|Bonds' close-knit group remains supportive of indicted slugger|
|Written by Admin|
|Wednesday, 05 December 2007 13:35|
They could be counted on for the mundane: fetching the slugger snacks and water, or escorting him through the gaggle of media watching him chase Hank Aaron's home run record.
And for more weighty matters, there was Dr. Arthur Ting, Bonds' personal surgeon. He would accompany the former San Francisco Giants star and an array of other assistants and advisers to the BALCO steroids lab and draw blood for testing.
Despite his often-prickly public persona - to outsiders and even teammates - the 43-year-old home run king has inspired loyalty from some members of his inner circle, who are standing by Bonds as he prepares to make his first appearance in federal court Friday.
Bonds is expected to plead not guilty to perjury and obstruction of justice.
``He's a good dude who has been in a bad spot,'' said one of the trainers, Greg Oliver.
Others say Bonds demands undying loyalty from members of the entourage and is quick to ostracize those he sees as doing anything to undermine him. Just last week, Bonds' longtime business attorney, Laura Enos, was ordered to stop talking to the press after she disclosed that Bonds was shopping for a new attorney.
``I'm on thin ice,'' she said.
Bonds reported his childhood friend and former business partner, Steve Hoskins, to the FBI in 2003 after the two had a falling out over memorabilia sales. Now Hoskins, the best man at Bonds' first wedding and the slugger's former business partner, is expected to be a key witness if the case against Bonds goes to trial.
So is his former longtime girlfriend, Kimberly Bell, who testified before a grand jury that Bonds told her of his steroid use.
Those close to Bonds say he's relying on the advice of his inner circle as he shops for an attorney with extensive federal experience to help him fight the four felony counts of perjury and one count of obstruction of justice. Bonds' business manager interviewed attorney George Walker over dinner on Bonds' behalf.
Even Bonds' current defense lawyer, Michael Rains, who lacks that kind of federal experience, came to Bonds through these personal connections.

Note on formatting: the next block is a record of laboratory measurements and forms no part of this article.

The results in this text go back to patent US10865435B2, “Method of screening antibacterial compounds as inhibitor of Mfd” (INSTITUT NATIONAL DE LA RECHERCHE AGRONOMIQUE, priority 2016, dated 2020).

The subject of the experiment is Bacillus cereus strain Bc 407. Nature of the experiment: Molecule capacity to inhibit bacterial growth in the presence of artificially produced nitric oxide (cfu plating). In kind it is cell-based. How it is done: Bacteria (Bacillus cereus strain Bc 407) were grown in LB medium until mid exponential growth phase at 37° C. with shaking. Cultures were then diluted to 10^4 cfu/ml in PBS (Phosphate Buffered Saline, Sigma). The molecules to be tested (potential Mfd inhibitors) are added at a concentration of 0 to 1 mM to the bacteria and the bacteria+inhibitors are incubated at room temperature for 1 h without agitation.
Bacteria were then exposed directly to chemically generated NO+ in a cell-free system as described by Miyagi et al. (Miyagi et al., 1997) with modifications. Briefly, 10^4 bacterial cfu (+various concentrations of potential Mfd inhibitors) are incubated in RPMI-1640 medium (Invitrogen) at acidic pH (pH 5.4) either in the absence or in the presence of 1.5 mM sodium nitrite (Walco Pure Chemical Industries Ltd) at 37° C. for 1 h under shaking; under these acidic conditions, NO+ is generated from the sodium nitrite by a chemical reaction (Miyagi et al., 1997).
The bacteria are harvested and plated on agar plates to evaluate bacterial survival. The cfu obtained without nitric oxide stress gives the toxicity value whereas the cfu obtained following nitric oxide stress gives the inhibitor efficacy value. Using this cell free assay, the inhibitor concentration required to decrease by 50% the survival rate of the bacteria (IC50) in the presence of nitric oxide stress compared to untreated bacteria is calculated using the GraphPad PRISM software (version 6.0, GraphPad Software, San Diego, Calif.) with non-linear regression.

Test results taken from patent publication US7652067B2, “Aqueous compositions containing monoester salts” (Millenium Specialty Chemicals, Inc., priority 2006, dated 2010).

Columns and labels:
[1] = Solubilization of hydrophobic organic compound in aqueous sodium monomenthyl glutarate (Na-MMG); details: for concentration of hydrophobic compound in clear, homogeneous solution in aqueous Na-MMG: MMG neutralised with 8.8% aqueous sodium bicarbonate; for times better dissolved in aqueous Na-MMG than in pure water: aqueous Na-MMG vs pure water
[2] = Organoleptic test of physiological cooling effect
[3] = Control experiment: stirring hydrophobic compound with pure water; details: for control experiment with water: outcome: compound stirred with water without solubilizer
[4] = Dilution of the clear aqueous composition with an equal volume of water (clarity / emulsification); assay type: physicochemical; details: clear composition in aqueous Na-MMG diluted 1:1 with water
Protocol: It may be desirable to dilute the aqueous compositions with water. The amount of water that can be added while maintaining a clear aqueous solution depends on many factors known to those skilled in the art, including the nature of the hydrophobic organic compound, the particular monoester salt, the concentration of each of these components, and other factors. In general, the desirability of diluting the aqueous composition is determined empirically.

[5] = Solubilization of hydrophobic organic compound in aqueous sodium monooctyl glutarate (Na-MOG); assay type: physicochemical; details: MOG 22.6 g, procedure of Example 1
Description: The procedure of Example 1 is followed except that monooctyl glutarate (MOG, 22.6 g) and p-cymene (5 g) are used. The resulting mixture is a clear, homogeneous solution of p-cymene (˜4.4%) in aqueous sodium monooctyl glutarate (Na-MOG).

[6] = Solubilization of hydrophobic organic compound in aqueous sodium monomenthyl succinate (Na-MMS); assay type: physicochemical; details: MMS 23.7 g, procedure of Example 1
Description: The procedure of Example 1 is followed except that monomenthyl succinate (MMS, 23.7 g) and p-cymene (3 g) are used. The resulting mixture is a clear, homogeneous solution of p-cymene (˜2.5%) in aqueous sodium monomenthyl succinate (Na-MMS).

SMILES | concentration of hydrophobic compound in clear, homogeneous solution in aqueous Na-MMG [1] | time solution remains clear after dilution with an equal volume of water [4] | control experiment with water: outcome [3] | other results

Childhood friend Dan Molieri, a former South San Francisco police officer, introduced Bonds to Rains, a former cop himself who had made a career out of representing police officers accused of misconduct.
Those that remain by Bonds' side defend him as being unfairly targeted by federal prosecutors eager to make political gains at the expense of an unpopular player.
``They're only after one person is what it seems like,'' Oliver said.
Another of Bonds' trainers, Greg Anderson, spent a year in prison for refusing to testify before the grand jury investigating Bonds. But his lawyers have said that had more to do with prosecutors reneging on a deal struck with Anderson than with any sense of loyalty to Bonds.
Anderson might still be summoned to testify at trial, but his lawyers say he's prepared to go back to jail rather than cooperate with prosecutors.
For many years, Bonds got special treatment in the clubhouse.
His personal trainers were partly paid by the Giants. Oliver and Harvey Shields even had their own lockers until last season, when the Bonds' new one-year deal barred them from restricted areas of the ballpark.
Shields in particular was always at the slugger's beck and call, jumping at any request.
Over the years, some teammates acknowledged being uncomfortable with their presence.
When Bonds broke the 33-year-old mark on Aug. 7 with his 756th homer, his publicists and trainers were at the top of the dugout tunnel, alongside Bonds' wife and children, to greet him as he left the game.
``We're a tight-knit group,'' Oliver said. ``Hopefully this whole thing will blow over.''
Rumors of Bonds' alleged drug use have plagued him for years, but he has steadfastly denied having knowingly used steroids or other performance enhancers.
Testifying before a federal grand jury in December 2003, he famously said he thought Anderson was giving him flaxseed oil and an arthritic balm. Authorities suspected those substances were actually ``the clear'' and ``the cream,'' two steroids linked to BALCO.
But Oliver, the trainer, credits hard work for Bonds' stunning transformation from a skinny, speedy outfielder to a muscle-bound power hitter.
``I believe he's been totally up front and honest that everything has been on his natural ability,'' said Oliver, who testified before the commission headed by former Sen. George Mitchell that is investigating the use of performance-enhancing drugs in baseball. ``He's still the hardest-working athlete I've ever seen.''
Associated Press Writer Paul Elias contributed to this report.